HAVANA, Cuba — For a society so steeped in the idea of “revolution,” Cuba can be a place of uncanny sameness. The same leaders, the same food rations, and the same old cars endure year after year.
But once in a while, a powerful new idea comes along that jolts the stasis and forces a moment of reckoning.
That is the type of a proposal that has been put forward in recent months by global ballet star Carlos Acosta, a figure as famous on the island as any baseball player or Olympic athlete. With Acosta preparing to retire from London’s Royal Ballet, he has announced plans to return to his homeland and convert a ruined ballet school into a state-of-the-art dance academy and global cultural center.
With millions in privately raised funds from the capitalist world, Acosta is offering to save one of the island’s most important architectural landmarks, the long-forsaken National Ballet School on the grounds of the former Havana Country Club.
If that sounds like a mere matter of tutus and leotards, it is not.
The project was started in 1961, only to be abandoned four years later and left to sink into decades of bitterness and decay. Nearly a half century later, the Carlos Acosta International Dance Foundation will step in where Cuba’s socialist system has stumbled.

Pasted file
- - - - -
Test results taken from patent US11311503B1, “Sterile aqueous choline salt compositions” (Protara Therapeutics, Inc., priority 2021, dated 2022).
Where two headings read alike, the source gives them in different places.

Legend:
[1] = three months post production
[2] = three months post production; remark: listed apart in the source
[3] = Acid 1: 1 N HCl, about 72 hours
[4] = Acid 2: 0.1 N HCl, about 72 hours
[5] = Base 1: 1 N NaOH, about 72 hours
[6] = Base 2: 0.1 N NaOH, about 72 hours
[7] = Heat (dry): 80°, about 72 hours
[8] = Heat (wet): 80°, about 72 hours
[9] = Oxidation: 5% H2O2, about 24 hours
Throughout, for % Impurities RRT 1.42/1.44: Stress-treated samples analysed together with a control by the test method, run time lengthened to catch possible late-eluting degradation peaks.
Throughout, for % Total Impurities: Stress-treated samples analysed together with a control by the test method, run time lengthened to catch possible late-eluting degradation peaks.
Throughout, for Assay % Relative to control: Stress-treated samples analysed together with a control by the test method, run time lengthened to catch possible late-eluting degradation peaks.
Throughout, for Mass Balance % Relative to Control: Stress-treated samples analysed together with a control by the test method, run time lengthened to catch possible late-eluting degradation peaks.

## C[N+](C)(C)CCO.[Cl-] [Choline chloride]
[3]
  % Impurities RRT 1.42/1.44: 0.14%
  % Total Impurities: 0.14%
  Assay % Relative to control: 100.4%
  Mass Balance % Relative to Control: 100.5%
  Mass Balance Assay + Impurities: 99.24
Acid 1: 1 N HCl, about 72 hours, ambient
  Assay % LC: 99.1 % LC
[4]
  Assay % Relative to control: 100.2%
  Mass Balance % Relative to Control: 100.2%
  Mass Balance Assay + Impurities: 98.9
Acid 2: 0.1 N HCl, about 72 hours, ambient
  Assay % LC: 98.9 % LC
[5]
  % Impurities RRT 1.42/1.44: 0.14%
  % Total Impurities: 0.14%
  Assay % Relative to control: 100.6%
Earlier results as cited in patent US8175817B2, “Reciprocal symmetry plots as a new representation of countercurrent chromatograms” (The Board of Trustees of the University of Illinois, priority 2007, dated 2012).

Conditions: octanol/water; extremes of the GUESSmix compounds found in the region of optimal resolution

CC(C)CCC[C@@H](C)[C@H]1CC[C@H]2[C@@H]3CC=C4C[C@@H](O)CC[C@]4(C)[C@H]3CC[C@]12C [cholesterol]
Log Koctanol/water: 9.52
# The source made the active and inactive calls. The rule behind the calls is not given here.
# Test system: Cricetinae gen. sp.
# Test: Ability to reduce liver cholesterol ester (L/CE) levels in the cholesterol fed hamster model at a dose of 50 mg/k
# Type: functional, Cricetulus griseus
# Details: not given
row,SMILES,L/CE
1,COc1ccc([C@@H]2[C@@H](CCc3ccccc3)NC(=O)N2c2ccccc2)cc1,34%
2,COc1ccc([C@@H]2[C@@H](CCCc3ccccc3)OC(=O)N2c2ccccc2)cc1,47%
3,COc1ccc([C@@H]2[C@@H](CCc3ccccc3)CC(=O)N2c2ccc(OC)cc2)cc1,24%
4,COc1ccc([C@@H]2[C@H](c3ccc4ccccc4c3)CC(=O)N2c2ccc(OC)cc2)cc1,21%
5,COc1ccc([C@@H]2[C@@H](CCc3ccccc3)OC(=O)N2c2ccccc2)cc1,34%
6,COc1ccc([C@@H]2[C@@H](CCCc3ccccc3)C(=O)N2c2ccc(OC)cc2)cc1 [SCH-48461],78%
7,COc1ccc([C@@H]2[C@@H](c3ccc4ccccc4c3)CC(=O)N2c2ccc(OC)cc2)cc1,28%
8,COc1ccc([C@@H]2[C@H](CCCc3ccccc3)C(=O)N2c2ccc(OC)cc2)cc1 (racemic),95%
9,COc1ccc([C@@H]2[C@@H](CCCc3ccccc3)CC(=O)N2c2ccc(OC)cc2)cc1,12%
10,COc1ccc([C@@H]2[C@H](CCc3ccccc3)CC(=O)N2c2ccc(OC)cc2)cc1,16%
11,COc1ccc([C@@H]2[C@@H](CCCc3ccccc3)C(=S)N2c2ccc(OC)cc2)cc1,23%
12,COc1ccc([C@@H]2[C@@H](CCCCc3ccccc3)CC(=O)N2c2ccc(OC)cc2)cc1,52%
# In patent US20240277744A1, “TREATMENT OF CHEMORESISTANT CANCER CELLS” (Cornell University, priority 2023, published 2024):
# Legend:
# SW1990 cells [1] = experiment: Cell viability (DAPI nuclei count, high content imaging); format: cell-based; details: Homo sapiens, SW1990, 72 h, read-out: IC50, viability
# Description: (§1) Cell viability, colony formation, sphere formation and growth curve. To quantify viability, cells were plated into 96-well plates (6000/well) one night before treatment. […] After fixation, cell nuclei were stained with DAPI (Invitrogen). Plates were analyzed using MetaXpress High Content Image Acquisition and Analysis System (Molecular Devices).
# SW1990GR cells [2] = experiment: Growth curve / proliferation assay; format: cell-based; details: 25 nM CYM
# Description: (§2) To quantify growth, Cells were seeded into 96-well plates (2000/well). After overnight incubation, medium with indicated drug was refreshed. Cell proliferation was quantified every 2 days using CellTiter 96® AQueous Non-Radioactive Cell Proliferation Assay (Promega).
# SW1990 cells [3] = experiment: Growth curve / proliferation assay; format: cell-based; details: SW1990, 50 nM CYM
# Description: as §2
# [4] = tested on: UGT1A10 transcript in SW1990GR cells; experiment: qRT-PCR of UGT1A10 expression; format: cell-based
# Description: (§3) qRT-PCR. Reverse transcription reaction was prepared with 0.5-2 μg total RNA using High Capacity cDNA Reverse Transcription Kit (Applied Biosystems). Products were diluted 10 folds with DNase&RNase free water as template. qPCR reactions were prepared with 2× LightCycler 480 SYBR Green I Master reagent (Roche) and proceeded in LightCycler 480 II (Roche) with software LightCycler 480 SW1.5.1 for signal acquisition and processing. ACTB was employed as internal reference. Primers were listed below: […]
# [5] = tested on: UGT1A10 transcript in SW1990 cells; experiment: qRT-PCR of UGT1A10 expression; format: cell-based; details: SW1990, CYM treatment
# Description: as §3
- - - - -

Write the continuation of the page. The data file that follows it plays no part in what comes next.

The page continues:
“Isn’t it a beautiful idea?” Acosta wrote in an open letter published on the island this summer, explaining the genesis of his plan. “Even more beautiful is that it wouldn’t cost Cuba a cent, and the entire arts center could provide the money that the Ministry of Culture needs to rescue other facilities in bad shape.”
The Cuban government has agreed, backing Acosta so far on the broad outlines of the plan.
Acosta’s project has far-reaching implications in a country where the arts and arts education have been dominated by the state for more than 50 years, nurturing generations of top ballet and modern dance talent. The project carries the possibility of an entirely new relationship between Cuba and its most successful artists and athletes, many of whom have left the island to seek personal fortune and professional fulfillment abroad.
Once viewed as traitors or sellouts, such Cubans could return as philanthropists, helping restore the island’s other crumbling schools, stadiums, and theaters with private funding. If Acosta can run an arts center with relative autonomy, then perhaps a Cuban baseball defector could return to run a sports academy, or a Cuban boxer could fix up a training gym.
Cuba’s top cultural officials are praising Acosta’s plan, aware that they have an opportunity to transform the way Cubans abroad engage with their homeland. In an interview, Miguel Barnet, head of Cuba’s Artists and Writers Union, said he viewed Acosta’s offer as “a new way to open doors to the future.”
“We have to wipe off the bureaucratic mentality that things that come from abroad are bad, or poison,” Barnet said.
Barnet said Acosta is one of many “artists that are famous [who] don’t live here any longer, but love their country” and “can help contribute to the development of our cultural life.”